A common misconception yet, even on the part of some mechanics, is the Check Engine light has to be on to read fault codes. As Steve W. Said, that is absolutely not true. There are well over 2,000 potential fault codes that can be set. Only about half of them refer to things that could adversely affect emissions. Those are the codes that turn on the Check Engine light. The light does not turn on in response to over half of the codes.
Without those diagnostic fault codes, it could take a mechanic weeks to figure out the cause of some problems because he would have no idea in which of the dozens of circuits to start looking. When the problem is intermittent, the only testing that has any value is that which is done while the problem is acting up. At all other times there is no problem which means there is no defect to be found. The fault codes are stored in memory so the mechanic can read them later and know which circuit or system needs further diagnosis.
As long as I'm adding to my wondrous story, I should add that fault codes never ever say to replace parts or that one is bad. They only indicate the circuit or system that needs that further diagnosis, or the unacceptable operating condition. If you'd read through the list of fault codes, you'd see that no part is even mentioned in the majority of them. The people at many auto parts stores will read codes in the Engine Computer for you for free, but they will usually try to sell you a sensor or some other part because selling parts is what they understand.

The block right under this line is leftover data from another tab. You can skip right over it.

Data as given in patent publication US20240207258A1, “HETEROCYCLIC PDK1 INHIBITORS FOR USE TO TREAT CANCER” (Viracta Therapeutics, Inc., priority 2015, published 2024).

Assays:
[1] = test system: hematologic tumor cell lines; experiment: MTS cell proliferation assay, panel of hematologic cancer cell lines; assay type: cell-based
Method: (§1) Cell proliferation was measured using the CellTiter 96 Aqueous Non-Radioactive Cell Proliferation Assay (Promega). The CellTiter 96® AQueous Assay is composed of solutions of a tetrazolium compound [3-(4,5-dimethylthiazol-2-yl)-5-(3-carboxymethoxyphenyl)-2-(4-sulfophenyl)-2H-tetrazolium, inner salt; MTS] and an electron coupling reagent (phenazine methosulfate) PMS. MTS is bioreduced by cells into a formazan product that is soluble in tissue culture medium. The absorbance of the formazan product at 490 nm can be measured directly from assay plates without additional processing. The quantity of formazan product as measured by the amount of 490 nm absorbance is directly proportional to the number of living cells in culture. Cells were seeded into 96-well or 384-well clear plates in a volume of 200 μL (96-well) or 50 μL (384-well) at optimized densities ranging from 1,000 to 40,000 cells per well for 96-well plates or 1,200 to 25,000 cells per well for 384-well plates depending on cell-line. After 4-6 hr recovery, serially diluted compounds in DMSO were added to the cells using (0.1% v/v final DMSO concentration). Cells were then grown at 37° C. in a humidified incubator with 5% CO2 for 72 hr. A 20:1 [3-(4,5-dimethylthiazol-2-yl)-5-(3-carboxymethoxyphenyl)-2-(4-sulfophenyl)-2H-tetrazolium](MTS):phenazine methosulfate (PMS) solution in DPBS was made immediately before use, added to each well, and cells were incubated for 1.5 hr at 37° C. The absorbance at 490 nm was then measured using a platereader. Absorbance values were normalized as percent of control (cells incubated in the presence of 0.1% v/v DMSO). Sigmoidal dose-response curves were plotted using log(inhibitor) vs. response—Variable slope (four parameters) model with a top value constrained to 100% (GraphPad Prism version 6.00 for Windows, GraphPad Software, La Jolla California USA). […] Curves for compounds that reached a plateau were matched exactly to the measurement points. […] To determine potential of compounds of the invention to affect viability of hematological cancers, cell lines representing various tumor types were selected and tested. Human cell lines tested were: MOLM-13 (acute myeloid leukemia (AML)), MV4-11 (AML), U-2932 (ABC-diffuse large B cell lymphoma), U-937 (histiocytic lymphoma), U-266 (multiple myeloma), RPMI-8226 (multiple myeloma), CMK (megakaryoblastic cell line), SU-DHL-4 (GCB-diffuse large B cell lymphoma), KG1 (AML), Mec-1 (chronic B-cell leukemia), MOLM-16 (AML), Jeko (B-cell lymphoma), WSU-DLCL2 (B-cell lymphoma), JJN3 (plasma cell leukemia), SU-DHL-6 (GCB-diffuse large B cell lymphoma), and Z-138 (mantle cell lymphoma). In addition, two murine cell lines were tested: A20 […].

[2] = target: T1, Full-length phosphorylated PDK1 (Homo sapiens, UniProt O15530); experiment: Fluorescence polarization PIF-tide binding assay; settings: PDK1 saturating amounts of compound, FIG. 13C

Your mechanic is right to not want throw random parts at a problem. There are times when we have no other choice, but you have to understand that you'll need to drive the car to see if the problem acts up again, then you are expected to have too return to the shop again. A better alternative that can help is to drive the car with a "flight recorder". That usually involves connecting an expensive scanner or some other piece of diagnostic equipment, and the shop may not be willing to let that out of their sight. Scanners with a "record" feature work best when the problem acts up often enough that the mechanic can make the recording on a typical test drive. New-car dealerships often have a smaller version that can be connected for the owner to take with them for days at a time. You simply press the "record" button when the problem occurs. A few seconds of sensor data is recorded for the mechanic to play back slowly later, then he can watch what changed. Because that data passes through the tool's memory, the recording actually starts a few seconds before the button was pressed.
It is also helpful to understand how some fault codes are set. Many sensors are fed with 5.0 volts and ground, (0.0 volts), then they develop a signal voltage within that range. The throttle position sensor has mechanical stops the limit its range of travel to 0.5 to 4.5 volts. If a wiring or sensor problem causes the signal voltage to fall outside that range, that is when the computer sets the fault code. Other sensors are limited electronically to that same acceptable range. Some sensors, particularly electronic sensors, can develop a wrong signal voltage, but as long as it stays within the acceptable range, no fault code will be set. That is when the mechanic has to try to figure out what doesn't look right. Some sensors have very little effect on engine performance, but some are critical and their signal voltages must be very precise. On most cars other than Chrysler products, the main sensor for fuel metering calculations is the mass air flow sensor. It sits in the fresh air tube, and a loose hose clamp or even a small crack in that tube can cause a noticeable engine performance problem.
Having multiple computers on our cars today makes finding which circuit to diagnose much easier. The problem is we have a lot more electrical problems than ever before because of those computers.
Wednesday, January 18th, 2017 AT 3:26 PM